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Medium 9780596006440

6. Honing Your Competitive Edge


Over a million new listings appear on eBay every single day. Almost any keyword you search for, from Abercrombie to Xbox, returns tens of thousands of auctions listed by thousands of sellers. With all that competition, why should somebody buy your faux-zebra-print slipcovers and not some other seller's?

The answer: because you made your listing stand out from the crowd using the above-and-beyond strategies described in this chapter. (For the basic how-tos of selling, check out Chapter 5.)

Implementing the advice in this chapter can mean the difference between sluggish sales and bidding warsbetween selling a couple of things and creating a profitable eBay business. Here you'll find tips for creating more enticing listings, building your reputation, promoting your auctions, avoiding the con artists who sometimes try to take sellers for a ride, and more:

Selling yourself with an About Me page.

Making your auctions irresistible.

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Medium 9781935542032

Chapter Ten Cooperative Learning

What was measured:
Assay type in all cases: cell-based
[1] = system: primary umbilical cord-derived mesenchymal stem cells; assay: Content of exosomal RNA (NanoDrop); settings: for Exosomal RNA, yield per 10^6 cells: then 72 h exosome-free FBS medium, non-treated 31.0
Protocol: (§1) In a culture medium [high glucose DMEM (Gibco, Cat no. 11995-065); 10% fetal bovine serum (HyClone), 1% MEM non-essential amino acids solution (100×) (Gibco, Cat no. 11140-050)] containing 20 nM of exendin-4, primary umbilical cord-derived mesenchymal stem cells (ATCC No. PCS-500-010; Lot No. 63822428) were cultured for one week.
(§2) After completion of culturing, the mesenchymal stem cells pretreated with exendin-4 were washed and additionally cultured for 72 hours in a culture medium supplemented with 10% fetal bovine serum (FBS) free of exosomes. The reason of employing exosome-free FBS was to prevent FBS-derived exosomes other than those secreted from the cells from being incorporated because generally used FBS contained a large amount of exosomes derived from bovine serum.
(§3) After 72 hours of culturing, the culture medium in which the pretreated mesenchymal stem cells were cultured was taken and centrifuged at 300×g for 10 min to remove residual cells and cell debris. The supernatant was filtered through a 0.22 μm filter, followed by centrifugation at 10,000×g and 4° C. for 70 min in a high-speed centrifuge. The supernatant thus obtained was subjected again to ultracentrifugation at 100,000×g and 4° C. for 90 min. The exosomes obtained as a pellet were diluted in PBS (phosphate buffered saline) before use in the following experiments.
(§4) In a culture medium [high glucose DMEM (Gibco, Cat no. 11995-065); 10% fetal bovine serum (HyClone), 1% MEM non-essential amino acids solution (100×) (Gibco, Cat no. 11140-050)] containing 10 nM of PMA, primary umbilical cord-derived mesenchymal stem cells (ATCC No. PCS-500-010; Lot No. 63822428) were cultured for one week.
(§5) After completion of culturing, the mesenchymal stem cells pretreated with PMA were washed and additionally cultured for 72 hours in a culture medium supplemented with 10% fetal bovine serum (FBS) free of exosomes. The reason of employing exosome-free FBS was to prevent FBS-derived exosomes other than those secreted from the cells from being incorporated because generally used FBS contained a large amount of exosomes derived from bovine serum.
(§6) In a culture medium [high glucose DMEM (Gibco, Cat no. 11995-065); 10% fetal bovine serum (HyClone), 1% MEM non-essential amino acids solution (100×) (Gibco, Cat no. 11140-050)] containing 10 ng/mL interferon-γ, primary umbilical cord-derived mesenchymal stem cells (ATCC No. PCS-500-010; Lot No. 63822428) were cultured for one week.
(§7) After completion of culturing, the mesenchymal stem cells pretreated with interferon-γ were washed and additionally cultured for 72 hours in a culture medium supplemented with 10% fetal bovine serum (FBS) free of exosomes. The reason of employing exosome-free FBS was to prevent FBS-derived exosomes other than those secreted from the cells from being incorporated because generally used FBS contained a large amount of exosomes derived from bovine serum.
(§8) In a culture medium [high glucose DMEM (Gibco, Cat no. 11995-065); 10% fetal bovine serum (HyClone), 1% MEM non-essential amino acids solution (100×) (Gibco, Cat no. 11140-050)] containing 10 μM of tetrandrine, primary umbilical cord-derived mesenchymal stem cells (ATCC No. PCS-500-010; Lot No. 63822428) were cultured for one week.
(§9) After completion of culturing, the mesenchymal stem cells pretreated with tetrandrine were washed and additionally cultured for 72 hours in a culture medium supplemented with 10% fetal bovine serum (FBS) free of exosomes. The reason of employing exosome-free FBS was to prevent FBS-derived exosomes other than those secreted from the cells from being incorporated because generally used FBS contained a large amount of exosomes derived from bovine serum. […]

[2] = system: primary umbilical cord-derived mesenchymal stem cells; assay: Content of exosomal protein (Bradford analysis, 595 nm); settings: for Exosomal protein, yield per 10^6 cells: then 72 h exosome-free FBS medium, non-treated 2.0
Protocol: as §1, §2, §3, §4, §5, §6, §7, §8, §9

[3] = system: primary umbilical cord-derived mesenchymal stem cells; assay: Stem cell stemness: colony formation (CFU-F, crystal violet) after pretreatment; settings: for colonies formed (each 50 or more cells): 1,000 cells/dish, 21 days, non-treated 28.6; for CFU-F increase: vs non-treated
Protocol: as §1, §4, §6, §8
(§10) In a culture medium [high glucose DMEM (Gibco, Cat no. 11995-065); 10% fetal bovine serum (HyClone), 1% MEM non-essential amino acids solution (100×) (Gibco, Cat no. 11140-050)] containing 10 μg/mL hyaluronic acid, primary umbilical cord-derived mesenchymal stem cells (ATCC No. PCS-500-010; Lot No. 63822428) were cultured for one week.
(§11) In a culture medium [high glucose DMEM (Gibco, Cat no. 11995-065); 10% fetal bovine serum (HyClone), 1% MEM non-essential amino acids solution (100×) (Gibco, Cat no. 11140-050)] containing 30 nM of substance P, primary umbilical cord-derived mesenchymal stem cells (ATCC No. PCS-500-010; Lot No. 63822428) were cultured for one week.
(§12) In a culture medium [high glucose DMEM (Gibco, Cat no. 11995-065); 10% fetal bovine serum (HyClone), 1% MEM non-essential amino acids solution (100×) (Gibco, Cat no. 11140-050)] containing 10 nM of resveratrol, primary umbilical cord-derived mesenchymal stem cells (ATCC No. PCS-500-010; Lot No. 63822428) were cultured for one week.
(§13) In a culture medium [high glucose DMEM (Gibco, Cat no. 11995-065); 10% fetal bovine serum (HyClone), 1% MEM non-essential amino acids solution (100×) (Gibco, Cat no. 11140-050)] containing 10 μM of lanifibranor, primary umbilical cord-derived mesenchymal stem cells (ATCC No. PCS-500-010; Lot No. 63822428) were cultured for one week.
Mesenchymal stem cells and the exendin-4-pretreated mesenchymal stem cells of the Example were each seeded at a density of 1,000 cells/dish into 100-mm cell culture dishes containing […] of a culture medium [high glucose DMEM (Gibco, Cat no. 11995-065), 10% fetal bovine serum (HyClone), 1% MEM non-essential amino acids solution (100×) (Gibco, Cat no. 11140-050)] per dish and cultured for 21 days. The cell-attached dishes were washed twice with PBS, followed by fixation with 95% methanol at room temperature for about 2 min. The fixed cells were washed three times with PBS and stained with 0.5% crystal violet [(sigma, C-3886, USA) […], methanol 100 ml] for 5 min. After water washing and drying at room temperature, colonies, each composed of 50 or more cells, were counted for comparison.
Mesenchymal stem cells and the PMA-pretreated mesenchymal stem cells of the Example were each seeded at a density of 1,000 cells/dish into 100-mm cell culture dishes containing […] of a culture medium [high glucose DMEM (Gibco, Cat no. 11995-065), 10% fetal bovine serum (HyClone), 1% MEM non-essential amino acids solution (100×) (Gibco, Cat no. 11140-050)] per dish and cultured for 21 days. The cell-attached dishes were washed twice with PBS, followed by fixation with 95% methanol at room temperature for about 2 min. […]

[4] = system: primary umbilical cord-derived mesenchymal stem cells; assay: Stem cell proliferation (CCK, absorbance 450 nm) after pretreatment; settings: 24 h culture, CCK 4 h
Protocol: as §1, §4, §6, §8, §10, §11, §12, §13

Calderón, Margarita Solution Tree Press ePub

By Liliana Minaya-Rowe

Educators struggle with the daily challenge of engaging those students who seem reluctant, disengaged, or apathetic in the classroom. These students appear to have a careless attitude about learning and succeeding at school. Sometimes they are labeled and excluded from participation in learning tasks. The underlying causes of students’ reluctance are varied, complex, and often interrelated, particularly for upper elementary, middle, and high school students who are struggling with an array of socioemotional and interpersonal conflicts as they navigate the difficult period of adolescence. Elementary schools need to find the means to educate reluctant students, to address their needs, and to reach out to them before they get to middle school. This chapter highlights strategies to do just that.

To be effective educators of every child, whether motivated or apathetic, teachers must be equipped with strategies and develop behaviors that will enable the students. Teacher quality is essential in addressing student needs and reducing the achievement gap; research shows that teacher effectiveness is connected to overall educational quality and has a great impact on student achievement (Liston, Borko, & Whitcomb, 2008). For example, there is wide consensus that today’s students need creativity and other 21st century skills in order to interact in a new age of technological advances, environmental awareness, and globalization (Pink, 2005; Rotherham & Willingham, 2009). A teacher who creates a cooperative learning environment that engages all students is likely to promote optimal learning for the 21st century.